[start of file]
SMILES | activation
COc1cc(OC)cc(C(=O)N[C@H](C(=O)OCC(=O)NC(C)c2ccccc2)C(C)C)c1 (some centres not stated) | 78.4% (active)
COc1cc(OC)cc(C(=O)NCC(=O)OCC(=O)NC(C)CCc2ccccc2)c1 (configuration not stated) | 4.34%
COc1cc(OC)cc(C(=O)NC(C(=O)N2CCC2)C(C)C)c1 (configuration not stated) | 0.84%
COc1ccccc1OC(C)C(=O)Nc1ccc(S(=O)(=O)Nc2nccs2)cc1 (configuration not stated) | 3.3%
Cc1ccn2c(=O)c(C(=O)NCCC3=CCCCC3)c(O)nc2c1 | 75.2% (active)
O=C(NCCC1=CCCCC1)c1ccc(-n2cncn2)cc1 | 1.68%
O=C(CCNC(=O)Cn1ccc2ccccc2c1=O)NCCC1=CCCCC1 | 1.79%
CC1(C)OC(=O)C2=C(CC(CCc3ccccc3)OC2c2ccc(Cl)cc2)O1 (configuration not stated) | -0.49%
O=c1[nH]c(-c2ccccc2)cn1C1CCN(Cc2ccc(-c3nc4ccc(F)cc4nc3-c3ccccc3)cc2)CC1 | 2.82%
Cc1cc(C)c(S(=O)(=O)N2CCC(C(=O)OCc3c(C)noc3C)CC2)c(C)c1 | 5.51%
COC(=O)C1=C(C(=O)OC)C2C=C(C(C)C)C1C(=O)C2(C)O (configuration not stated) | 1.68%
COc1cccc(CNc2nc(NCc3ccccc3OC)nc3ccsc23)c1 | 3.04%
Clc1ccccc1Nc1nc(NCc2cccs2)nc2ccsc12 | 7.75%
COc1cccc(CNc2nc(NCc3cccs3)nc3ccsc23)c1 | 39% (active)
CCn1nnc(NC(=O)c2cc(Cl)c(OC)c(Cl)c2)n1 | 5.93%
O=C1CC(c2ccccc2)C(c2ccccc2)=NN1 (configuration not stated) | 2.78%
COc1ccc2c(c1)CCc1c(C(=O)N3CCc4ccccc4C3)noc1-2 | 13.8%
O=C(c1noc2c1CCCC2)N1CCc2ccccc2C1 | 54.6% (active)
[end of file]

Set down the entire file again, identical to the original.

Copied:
SMILES | activation
COc1cc(OC)cc(C(=O)N[C@H](C(=O)OCC(=O)NC(C)c2ccccc2)C(C)C)c1 (some centres not stated) | 78.4% (active)
COc1cc(OC)cc(C(=O)NCC(=O)OCC(=O)NC(C)CCc2ccccc2)c1 (configuration not stated) | 4.34%
COc1cc(OC)cc(C(=O)NC(C(=O)N2CCC2)C(C)C)c1 (configuration not stated) | 0.84%
COc1ccccc1OC(C)C(=O)Nc1ccc(S(=O)(=O)Nc2nccs2)cc1 (configuration not stated) | 3.3%
Cc1ccn2c(=O)c(C(=O)NCCC3=CCCCC3)c(O)nc2c1 | 75.2% (active)
O=C(NCCC1=CCCCC1)c1ccc(-n2cncn2)cc1 | 1.68%
O=C(CCNC(=O)Cn1ccc2ccccc2c1=O)NCCC1=CCCCC1 | 1.79%
CC1(C)OC(=O)C2=C(CC(CCc3ccccc3)OC2c2ccc(Cl)cc2)O1 (configuration not stated) | -0.49%
O=c1[nH]c(-c2ccccc2)cn1C1CCN(Cc2ccc(-c3nc4ccc(F)cc4nc3-c3ccccc3)cc2)CC1 | 2.82%
Cc1cc(C)c(S(=O)(=O)N2CCC(C(=O)OCc3c(C)noc3C)CC2)c(C)c1 | 5.51%
COC(=O)C1=C(C(=O)OC)C2C=C(C(C)C)C1C(=O)C2(C)O (configuration not stated) | 1.68%
COc1cccc(CNc2nc(NCc3ccccc3OC)nc3ccsc23)c1 | 3.04%
Clc1ccccc1Nc1nc(NCc2cccs2)nc2ccsc12 | 7.75%
COc1cccc(CNc2nc(NCc3cccs3)nc3ccsc23)c1 | 39% (active)
CCn1nnc(NC(=O)c2cc(Cl)c(OC)c(Cl)c2)n1 | 5.93%
O=C1CC(c2ccccc2)C(c2ccccc2)=NN1 (configuration not stated) | 2.78%
COc1ccc2c(c1)CCc1c(C(=O)N3CCc4ccccc4C3)noc1-2 | 13.8%
O=C(c1noc2c1CCCC2)N1CCc2ccccc2C1 | 54.6% (active)